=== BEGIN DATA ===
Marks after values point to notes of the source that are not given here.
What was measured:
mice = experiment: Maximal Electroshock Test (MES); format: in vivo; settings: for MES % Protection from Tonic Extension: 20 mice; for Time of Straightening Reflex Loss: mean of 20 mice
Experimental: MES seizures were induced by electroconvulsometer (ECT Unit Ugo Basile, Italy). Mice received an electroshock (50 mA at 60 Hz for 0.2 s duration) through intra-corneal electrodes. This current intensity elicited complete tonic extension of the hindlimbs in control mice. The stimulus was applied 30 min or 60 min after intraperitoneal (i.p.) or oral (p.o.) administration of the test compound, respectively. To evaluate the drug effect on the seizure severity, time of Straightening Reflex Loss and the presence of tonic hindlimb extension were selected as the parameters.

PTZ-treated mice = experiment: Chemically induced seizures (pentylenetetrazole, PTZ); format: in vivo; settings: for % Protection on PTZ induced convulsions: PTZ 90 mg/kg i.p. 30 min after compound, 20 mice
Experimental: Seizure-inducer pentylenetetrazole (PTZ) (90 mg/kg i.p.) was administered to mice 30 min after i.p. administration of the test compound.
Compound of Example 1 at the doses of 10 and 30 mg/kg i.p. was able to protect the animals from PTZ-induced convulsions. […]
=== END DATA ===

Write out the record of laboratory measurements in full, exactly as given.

Marks after values point to notes of the source that are not given here.
What was measured:
mice = experiment: Maximal Electroshock Test (MES); format: in vivo; settings: for MES % Protection from Tonic Extension: 20 mice; for Time of Straightening Reflex Loss: mean of 20 mice
Experimental: MES seizures were induced by electroconvulsometer (ECT Unit Ugo Basile, Italy). Mice received an electroshock (50 mA at 60 Hz for 0.2 s duration) through intra-corneal electrodes. This current intensity elicited complete tonic extension of the hindlimbs in control mice. The stimulus was applied 30 min or 60 min after intraperitoneal (i.p.) or oral (p.o.) administration of the test compound, respectively. To evaluate the drug effect on the seizure severity, time of Straightening Reflex Loss and the presence of tonic hindlimb extension were selected as the parameters.

PTZ-treated mice = experiment: Chemically induced seizures (pentylenetetrazole, PTZ); format: in vivo; settings: for % Protection on PTZ induced convulsions: PTZ 90 mg/kg i.p. 30 min after compound, 20 mice
Experimental: Seizure-inducer pentylenetetrazole (PTZ) (90 mg/kg i.p.) was administered to mice 30 min after i.p. administration of the test compound.
Compound of Example 1 at the doses of 10 and 30 mg/kg i.p. was able to protect the animals from PTZ-induced convulsions. […]